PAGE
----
Light Mind, Dark Mind - 'INK', by Deby Adair, is the first in a series of reflective explorations.
If you enjoy challenging ideas, then this little book might be for you.
Light Mind, Dark Mind - 'INK' by Deby Adair -
'Without the trappings, or the baggage, of traditional and academic philosophy, the author - as a living human being, not a professional philosopher or trendy intellectual - asks the essential questions of one of philosophy's eternal, fundamental and indispensable, branches: epistemology, the study of knowledge and justified belief.
Not as a starting point, but as a deep, but natural, reflection on conditioned life's unexamined, senseless and enslaving assumptions, she asks, "But what is what we know? Why is it? Where did it come from? Who gave it to us? Who invented it?...Where is its context? Why is it considered normal?...Do we ask why anywhere often enough?
Her discussion of these matters is eloquent and vivid as it articulates lived and felt experiences that we can all share - not dry abstractions that are as tight and precise, but as limited and lifeless, as a mathematical proof. Although the topic can be challenging, the writing is intimate and lucid and carries you lightly along. For, with a novelist's mastery of language, she brings colour and context to these vital, yet too easily avoided and abandoned, questions.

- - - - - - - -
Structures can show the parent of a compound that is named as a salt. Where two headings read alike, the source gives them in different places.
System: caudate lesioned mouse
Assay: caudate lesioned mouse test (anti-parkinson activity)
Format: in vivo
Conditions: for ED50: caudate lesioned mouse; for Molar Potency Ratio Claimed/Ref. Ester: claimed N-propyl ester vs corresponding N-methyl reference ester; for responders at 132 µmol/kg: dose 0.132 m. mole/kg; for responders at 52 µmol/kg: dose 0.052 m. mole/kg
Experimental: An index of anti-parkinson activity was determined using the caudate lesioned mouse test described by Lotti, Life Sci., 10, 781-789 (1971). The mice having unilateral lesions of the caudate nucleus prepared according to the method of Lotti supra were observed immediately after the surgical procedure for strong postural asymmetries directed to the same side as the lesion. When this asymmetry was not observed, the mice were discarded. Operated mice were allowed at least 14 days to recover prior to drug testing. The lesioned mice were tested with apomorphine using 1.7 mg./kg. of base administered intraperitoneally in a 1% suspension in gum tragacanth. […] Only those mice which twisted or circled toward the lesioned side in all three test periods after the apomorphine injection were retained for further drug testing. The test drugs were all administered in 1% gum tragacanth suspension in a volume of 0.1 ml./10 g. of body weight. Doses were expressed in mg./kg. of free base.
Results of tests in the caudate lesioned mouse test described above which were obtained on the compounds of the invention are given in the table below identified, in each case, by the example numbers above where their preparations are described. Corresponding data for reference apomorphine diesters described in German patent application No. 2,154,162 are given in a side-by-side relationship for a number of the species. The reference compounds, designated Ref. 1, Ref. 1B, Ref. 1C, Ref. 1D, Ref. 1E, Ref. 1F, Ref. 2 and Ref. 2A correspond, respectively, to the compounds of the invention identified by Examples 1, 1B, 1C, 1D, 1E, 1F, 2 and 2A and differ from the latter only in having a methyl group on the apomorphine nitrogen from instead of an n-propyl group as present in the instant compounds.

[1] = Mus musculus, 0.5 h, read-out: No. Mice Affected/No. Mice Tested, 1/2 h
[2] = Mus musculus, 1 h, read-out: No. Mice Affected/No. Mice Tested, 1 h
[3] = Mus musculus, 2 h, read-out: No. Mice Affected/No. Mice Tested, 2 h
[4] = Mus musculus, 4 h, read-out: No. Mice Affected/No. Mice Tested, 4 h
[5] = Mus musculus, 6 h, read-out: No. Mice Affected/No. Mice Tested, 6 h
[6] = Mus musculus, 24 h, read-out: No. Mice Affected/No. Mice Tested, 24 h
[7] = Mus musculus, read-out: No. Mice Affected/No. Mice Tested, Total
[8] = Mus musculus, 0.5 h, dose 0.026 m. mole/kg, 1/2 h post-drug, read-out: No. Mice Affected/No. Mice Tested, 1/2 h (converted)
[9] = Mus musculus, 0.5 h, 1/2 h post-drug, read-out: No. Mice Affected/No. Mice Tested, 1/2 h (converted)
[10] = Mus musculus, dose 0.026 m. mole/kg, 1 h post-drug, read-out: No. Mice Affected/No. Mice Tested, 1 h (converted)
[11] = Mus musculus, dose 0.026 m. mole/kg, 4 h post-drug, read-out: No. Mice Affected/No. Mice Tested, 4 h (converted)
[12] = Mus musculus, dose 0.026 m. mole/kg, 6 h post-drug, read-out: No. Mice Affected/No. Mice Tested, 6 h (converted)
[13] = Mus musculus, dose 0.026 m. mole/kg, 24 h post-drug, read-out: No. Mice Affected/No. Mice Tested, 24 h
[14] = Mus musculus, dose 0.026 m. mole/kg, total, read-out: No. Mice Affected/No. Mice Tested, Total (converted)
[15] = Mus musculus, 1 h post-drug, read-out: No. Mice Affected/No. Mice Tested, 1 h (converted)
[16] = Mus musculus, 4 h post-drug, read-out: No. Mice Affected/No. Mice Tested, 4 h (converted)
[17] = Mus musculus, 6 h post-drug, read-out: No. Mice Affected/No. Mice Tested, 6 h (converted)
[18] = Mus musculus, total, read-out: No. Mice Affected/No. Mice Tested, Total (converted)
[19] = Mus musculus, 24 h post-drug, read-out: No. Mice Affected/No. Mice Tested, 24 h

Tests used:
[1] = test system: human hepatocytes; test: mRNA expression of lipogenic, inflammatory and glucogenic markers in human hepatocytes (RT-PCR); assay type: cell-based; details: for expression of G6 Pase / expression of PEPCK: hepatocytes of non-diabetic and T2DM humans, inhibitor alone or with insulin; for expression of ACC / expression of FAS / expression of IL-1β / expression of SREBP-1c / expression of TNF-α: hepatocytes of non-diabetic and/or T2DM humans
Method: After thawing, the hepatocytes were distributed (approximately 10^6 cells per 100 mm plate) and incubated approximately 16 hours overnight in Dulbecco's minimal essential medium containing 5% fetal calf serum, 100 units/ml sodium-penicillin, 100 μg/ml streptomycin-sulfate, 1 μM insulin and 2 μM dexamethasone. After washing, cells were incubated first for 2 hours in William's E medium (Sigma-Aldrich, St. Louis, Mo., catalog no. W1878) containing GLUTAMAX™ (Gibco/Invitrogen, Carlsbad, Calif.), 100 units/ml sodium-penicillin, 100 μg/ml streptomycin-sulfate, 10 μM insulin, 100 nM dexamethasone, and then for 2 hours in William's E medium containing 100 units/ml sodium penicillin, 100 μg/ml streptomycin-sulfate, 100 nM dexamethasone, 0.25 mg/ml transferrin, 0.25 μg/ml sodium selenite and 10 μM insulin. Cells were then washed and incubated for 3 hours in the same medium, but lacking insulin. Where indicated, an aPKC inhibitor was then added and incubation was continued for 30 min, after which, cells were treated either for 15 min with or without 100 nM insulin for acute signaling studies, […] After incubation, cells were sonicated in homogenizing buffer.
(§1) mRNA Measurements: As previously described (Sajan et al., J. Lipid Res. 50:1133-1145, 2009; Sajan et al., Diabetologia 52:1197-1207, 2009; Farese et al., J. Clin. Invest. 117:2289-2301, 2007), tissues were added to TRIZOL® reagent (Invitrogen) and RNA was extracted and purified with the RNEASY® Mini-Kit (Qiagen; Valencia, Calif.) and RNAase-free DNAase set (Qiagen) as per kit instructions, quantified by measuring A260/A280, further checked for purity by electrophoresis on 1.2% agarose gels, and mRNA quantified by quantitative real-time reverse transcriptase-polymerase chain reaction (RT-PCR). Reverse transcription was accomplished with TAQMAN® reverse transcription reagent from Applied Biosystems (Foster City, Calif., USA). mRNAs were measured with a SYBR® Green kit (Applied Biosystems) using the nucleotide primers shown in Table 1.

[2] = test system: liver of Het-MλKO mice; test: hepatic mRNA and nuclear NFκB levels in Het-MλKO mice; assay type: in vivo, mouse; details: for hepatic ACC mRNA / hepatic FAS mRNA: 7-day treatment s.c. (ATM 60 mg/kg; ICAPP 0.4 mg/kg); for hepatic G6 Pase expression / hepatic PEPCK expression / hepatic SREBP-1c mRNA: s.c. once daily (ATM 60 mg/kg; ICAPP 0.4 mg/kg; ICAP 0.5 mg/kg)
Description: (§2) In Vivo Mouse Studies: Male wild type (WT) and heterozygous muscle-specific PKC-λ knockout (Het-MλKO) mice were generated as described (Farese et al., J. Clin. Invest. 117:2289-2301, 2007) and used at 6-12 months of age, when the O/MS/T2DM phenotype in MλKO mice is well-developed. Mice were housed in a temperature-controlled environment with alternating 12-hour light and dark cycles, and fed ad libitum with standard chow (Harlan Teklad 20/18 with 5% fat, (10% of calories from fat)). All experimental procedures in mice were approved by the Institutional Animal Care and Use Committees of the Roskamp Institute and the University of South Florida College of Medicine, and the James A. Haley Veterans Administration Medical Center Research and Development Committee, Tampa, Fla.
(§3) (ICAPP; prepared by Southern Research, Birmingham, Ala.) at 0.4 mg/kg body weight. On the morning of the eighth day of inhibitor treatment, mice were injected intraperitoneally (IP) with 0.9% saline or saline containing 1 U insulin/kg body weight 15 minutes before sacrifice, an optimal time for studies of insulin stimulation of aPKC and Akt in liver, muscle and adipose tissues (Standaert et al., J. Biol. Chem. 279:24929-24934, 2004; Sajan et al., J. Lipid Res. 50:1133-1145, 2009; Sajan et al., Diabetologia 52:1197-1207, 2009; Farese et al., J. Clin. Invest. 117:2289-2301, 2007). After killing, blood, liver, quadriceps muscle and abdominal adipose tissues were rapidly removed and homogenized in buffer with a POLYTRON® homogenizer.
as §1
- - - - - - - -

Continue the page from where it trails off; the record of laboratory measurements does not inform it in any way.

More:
Poignant points are energetically made, but this isn't a book of clever, shallow and cheap, smears and aspersions. Hers is not a voice of jaded cynicism, but is the sound of closely examined experience. Suggestions aren't withheld, but there's not a whiff of enforced didactic solutions. Rather, there's a tone of honest and determined resolve to face and understand what our experience of life really is. A resolve that, without unravelling into escapist romanticism, honours life as a miracle, and humbly and honestly views nature with a deep and loving awe.
Early on, the author makes known that, "All that my little book of thoughts wishes to express is a message - at birth you are clear waters and, as time goes by, you are moulded by ink - the ink of life, the ink of traditions inflicted on you, the ink of beliefs that come from all avenues, the ink of fear, the ink of pretension, the ink of blockage, the ink of caste; the ink of that known as knowledge - how much of it truly is? The ink of the man-made world around you."
I greatly enjoyed reading this little book of thoughts, and it got me thinking. The message's getting through. I'm very much looking forward to the next essay in the series.'